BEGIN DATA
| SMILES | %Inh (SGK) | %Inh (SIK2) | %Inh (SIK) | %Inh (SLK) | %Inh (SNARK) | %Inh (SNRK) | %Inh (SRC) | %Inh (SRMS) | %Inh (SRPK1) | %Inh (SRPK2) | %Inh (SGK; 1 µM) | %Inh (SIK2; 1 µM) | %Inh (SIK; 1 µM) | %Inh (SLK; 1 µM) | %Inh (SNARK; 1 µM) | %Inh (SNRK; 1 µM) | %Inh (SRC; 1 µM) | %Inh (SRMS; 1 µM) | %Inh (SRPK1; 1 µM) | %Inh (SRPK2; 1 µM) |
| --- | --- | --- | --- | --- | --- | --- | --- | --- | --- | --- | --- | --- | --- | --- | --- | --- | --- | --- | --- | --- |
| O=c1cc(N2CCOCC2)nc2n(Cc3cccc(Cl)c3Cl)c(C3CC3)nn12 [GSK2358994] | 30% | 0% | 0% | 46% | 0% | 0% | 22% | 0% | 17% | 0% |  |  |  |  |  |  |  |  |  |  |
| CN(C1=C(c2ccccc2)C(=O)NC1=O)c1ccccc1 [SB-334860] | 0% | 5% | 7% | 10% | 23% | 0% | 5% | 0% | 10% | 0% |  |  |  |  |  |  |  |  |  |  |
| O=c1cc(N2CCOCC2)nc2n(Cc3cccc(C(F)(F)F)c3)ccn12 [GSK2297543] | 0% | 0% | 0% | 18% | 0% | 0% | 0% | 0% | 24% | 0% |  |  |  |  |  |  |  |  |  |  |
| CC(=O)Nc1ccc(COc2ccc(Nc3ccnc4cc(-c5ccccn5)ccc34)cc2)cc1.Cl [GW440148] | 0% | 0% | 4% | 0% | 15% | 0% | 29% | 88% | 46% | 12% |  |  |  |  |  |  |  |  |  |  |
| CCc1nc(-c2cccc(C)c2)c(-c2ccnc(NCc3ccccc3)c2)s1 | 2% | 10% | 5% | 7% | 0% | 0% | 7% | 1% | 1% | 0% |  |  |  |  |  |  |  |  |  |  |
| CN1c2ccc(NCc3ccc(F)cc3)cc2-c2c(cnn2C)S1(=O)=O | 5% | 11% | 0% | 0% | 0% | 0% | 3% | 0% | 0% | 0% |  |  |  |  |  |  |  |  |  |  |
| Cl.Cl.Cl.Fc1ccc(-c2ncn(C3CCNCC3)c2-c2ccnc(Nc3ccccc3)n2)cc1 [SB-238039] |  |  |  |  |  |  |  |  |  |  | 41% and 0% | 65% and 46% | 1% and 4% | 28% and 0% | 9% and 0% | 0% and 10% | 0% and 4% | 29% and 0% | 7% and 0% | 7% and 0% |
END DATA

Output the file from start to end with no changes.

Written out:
| SMILES | %Inh (SGK) | %Inh (SIK2) | %Inh (SIK) | %Inh (SLK) | %Inh (SNARK) | %Inh (SNRK) | %Inh (SRC) | %Inh (SRMS) | %Inh (SRPK1) | %Inh (SRPK2) | %Inh (SGK; 1 µM) | %Inh (SIK2; 1 µM) | %Inh (SIK; 1 µM) | %Inh (SLK; 1 µM) | %Inh (SNARK; 1 µM) | %Inh (SNRK; 1 µM) | %Inh (SRC; 1 µM) | %Inh (SRMS; 1 µM) | %Inh (SRPK1; 1 µM) | %Inh (SRPK2; 1 µM) |
| --- | --- | --- | --- | --- | --- | --- | --- | --- | --- | --- | --- | --- | --- | --- | --- | --- | --- | --- | --- | --- |
| O=c1cc(N2CCOCC2)nc2n(Cc3cccc(Cl)c3Cl)c(C3CC3)nn12 [GSK2358994] | 30% | 0% | 0% | 46% | 0% | 0% | 22% | 0% | 17% | 0% |  |  |  |  |  |  |  |  |  |  |
| CN(C1=C(c2ccccc2)C(=O)NC1=O)c1ccccc1 [SB-334860] | 0% | 5% | 7% | 10% | 23% | 0% | 5% | 0% | 10% | 0% |  |  |  |  |  |  |  |  |  |  |
| O=c1cc(N2CCOCC2)nc2n(Cc3cccc(C(F)(F)F)c3)ccn12 [GSK2297543] | 0% | 0% | 0% | 18% | 0% | 0% | 0% | 0% | 24% | 0% |  |  |  |  |  |  |  |  |  |  |
| CC(=O)Nc1ccc(COc2ccc(Nc3ccnc4cc(-c5ccccn5)ccc34)cc2)cc1.Cl [GW440148] | 0% | 0% | 4% | 0% | 15% | 0% | 29% | 88% | 46% | 12% |  |  |  |  |  |  |  |  |  |  |
| CCc1nc(-c2cccc(C)c2)c(-c2ccnc(NCc3ccccc3)c2)s1 | 2% | 10% | 5% | 7% | 0% | 0% | 7% | 1% | 1% | 0% |  |  |  |  |  |  |  |  |  |  |
| CN1c2ccc(NCc3ccc(F)cc3)cc2-c2c(cnn2C)S1(=O)=O | 5% | 11% | 0% | 0% | 0% | 0% | 3% | 0% | 0% | 0% |  |  |  |  |  |  |  |  |  |  |
| Cl.Cl.Cl.Fc1ccc(-c2ncn(C3CCNCC3)c2-c2ccnc(Nc3ccccc3)n2)cc1 [SB-238039] |  |  |  |  |  |  |  |  |  |  | 41% and 0% | 65% and 46% | 1% and 4% | 28% and 0% | 9% and 0% | 0% and 10% | 0% and 4% | 29% and 0% | 7% and 0% | 7% and 0% |